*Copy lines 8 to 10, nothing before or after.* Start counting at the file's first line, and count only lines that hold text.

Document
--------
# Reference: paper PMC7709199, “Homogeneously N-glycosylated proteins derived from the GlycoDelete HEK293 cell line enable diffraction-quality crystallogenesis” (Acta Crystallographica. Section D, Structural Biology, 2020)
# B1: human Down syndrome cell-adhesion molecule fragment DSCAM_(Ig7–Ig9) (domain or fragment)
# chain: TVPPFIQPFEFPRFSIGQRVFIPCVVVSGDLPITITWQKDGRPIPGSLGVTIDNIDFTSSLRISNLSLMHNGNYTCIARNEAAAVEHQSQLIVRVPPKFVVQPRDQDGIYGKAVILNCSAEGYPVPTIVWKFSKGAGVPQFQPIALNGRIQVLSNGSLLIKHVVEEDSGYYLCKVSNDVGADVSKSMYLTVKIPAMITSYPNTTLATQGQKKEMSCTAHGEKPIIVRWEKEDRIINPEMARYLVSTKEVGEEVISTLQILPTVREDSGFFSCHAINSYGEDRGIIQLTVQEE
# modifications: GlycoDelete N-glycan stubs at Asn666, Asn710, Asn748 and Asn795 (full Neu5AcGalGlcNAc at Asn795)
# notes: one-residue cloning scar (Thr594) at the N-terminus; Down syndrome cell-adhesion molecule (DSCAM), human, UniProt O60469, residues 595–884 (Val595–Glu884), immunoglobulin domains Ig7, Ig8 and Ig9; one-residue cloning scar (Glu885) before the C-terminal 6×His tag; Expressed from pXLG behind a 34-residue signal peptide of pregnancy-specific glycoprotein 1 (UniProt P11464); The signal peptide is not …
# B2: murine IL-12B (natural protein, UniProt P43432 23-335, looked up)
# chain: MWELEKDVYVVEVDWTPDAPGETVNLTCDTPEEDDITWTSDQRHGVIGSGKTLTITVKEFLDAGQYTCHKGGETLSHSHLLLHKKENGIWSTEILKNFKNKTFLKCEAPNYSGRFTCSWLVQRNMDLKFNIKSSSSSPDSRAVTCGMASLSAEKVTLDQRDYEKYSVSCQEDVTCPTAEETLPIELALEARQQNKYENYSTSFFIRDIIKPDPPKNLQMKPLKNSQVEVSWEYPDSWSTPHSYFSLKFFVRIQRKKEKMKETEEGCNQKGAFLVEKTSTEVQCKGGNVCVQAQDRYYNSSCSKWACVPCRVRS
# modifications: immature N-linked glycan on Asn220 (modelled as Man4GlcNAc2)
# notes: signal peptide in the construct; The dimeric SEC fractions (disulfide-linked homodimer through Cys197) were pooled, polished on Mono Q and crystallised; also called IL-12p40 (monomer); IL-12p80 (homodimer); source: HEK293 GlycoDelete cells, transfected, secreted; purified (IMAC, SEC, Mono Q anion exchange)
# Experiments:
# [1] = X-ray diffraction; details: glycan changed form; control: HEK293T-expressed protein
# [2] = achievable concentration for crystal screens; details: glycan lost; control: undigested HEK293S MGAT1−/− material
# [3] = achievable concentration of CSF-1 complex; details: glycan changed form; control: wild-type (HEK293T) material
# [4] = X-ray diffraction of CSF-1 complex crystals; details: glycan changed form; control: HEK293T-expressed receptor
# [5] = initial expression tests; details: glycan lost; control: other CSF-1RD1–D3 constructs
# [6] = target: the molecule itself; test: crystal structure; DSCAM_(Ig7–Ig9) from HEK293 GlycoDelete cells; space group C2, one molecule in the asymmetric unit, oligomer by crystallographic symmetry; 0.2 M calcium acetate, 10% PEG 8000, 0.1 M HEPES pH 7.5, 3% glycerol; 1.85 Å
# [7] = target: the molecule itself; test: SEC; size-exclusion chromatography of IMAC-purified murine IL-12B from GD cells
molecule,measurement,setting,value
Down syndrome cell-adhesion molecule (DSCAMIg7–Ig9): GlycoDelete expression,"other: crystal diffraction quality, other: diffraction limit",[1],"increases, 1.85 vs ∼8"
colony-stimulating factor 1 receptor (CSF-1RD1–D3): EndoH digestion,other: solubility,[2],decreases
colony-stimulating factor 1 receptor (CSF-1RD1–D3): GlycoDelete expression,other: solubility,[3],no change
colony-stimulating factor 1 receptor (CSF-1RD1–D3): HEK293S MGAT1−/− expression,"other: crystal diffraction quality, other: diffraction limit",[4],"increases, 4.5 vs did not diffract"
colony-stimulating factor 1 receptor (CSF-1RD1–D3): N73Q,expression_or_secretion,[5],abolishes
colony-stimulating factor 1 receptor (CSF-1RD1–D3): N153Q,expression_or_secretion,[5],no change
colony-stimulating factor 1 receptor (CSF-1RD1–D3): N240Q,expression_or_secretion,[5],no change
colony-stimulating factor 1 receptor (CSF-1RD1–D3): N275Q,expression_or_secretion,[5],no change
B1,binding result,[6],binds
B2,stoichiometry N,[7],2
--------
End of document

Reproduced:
# modifications: immature N-linked glycan on Asn220 (modelled as Man4GlcNAc2)
# notes: signal peptide in the construct; The dimeric SEC fractions (disulfide-linked homodimer through Cys197) were pooled, polished on Mono Q and crystallised; also called IL-12p40 (monomer); IL-12p80 (homodimer); source: HEK293 GlycoDelete cells, transfected, secreted; purified (IMAC, SEC, Mono Q anion exchange)
# Experiments: